• Making pompoms. Stanley the Knitting Cat makes lots of pompoms and if you’ve never made them before with the kids, here’s a good place to start, via Red Ted Art.
  • Yarn Bombing. If street art or brightening up your neighbourhood appeals to you and your kids this activity might be just the ticket. Find inspiration in this Time Magazine gallery, or via Knit the City
  • Scribbling with exhilaration! The endpages of Stanley the Amazing Knitting Cat are filled with lots of unruly wool, with wild scribbles across the page. Why not let the kids go crazy and see how quickly they can fill a page with loose pieces of “wool”?

  • If you liked this post you might like another post by me: Made by Raffi by Craig Pomranz & Margaret Chamberlain & a whole host of other knitting themed picture books

    knittingbook

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    4 Comments on Stanley the Amazing Knitting Cat, last added: 1/13/2016
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    16. Tuesday's Question: "What Would You Like Me To Know About You,?" and, "What Would You Like To Know About Me?"



    Hello, welcome to Tuesday's Question. I've been searching for a question all day that I haven't already asked since I began posting Tuesday's Question in 2007.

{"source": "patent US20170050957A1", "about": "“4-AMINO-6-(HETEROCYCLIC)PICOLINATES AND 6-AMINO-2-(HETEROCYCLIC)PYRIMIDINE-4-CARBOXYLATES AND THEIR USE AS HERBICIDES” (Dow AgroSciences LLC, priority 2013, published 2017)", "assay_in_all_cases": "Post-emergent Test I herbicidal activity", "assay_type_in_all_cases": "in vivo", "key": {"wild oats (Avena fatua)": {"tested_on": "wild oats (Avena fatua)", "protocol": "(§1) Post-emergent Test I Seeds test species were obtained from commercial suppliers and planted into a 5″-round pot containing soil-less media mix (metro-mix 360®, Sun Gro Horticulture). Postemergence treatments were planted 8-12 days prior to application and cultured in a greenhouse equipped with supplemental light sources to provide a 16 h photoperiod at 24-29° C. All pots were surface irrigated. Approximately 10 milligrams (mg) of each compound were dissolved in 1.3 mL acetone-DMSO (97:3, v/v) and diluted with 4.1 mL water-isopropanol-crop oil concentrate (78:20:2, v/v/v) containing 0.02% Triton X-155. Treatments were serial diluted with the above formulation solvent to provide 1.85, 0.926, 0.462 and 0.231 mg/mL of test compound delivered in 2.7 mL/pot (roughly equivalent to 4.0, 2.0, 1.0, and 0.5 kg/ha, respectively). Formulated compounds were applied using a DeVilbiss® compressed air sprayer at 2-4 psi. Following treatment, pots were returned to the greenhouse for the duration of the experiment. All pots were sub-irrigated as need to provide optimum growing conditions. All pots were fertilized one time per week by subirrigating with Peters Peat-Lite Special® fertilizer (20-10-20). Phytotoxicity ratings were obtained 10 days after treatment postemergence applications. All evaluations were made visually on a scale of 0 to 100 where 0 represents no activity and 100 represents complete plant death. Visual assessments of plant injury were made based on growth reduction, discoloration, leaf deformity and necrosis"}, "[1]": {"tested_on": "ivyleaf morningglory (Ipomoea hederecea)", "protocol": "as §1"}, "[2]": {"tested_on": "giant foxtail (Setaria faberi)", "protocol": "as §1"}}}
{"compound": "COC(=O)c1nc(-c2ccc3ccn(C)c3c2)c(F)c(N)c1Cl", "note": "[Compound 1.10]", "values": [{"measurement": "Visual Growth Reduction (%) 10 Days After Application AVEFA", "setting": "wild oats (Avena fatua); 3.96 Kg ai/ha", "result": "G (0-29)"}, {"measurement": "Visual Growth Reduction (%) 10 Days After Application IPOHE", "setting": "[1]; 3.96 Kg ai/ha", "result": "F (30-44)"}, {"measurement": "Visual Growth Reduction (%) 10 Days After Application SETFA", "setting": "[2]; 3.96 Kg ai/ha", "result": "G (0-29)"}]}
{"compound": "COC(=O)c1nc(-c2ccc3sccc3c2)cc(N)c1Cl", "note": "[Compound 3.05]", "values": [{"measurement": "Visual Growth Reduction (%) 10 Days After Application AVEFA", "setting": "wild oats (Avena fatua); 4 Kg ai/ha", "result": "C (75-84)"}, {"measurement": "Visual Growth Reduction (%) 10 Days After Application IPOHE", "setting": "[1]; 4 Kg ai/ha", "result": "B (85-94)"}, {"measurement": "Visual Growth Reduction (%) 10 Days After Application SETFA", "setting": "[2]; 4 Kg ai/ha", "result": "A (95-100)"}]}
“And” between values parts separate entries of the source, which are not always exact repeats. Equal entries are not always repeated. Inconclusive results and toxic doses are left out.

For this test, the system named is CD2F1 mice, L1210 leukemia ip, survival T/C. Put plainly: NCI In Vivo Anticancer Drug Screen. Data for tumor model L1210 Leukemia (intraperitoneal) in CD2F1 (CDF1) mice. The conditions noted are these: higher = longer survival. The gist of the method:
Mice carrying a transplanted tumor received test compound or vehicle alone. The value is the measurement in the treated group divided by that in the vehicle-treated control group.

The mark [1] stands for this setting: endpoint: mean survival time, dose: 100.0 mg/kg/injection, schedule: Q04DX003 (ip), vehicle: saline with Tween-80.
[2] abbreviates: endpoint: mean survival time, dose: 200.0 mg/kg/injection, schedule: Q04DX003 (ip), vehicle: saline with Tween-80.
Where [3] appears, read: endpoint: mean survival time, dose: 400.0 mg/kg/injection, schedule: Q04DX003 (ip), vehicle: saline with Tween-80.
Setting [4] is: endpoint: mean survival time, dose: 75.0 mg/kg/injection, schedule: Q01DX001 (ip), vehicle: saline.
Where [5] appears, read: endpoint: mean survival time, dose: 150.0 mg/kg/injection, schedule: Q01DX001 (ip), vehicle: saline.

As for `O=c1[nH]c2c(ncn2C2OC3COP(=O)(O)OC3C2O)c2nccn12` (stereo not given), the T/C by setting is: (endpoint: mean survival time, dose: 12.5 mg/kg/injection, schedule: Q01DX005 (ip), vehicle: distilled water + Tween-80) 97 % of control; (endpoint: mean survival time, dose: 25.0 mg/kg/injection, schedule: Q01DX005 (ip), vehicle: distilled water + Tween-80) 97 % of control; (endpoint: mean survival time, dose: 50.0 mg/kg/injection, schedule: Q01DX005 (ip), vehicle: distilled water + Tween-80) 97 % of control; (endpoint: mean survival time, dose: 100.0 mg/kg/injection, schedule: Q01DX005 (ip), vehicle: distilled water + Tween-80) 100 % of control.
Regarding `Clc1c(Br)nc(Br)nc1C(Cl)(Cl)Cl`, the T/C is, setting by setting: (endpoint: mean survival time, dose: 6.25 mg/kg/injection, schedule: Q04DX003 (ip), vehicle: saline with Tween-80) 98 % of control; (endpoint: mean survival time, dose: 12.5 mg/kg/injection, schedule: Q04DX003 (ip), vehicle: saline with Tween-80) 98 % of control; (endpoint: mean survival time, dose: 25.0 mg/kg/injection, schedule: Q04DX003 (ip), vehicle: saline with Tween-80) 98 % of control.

Over the years, and stretches between posts, I've tried to ask original questions, (If there is such a thing.) in an effort keep the questions fresh, as well as authentic.

    Hence today, in keeping with that tradition, instead of answering my own question, I'm going to answer your questions and vice-versa. Make sense?

    I hope so...'cause here goes...

    Alright, let's see how well I do at clarifying this...here's the first question: "What Would You Like Me To Know About You,?"and, "What Would You Like To Know About Me?"


    These questions were hard to phrase, for one thing they include personal pronouns which are tricky and hard to clarify, especially, when there are two questions for each of "us" to ask one another.  

    Basically, all of us can ask whatever question we wish, of course that's not to assume that your inquiry will be answered, but I will certainly give you my best answer.

    And now, when I think about it, I suppose I should answer the first question:

    "What Would You Like Me To Know About You?" 

    I would like you to know that I love people, to write, and to laugh, but many of you already know this about me. I'm sure you may have more questions, because whereas I'm open, I'm also intensely private. But, do not let this detour you; ask away, o.k.?  

    I hope these questions will be fun to answer and will help create and enrich friendship. 'Cause, what would we do without friendship, and if it isn't fun, why do it?

    Thanks for visiting, and I hope you will return often. :))))

    Brag tag.
    Feel free to copy, paste, and link a "Tuesday's Question" Brag Tag your favorite Tuesday's Question on your blog/website.

    (Note:) Your answers may appear within a post with a link to your blog or website. This is to help promote the blogs/websites who participate. If you do not own a blog or website or for any reason do not wish your answer to appear in a post, please inform me by e-mail, or in your comment. Your wishes will be respected.)
    Please know that, every word of every comment is greatly appreciated. :)))))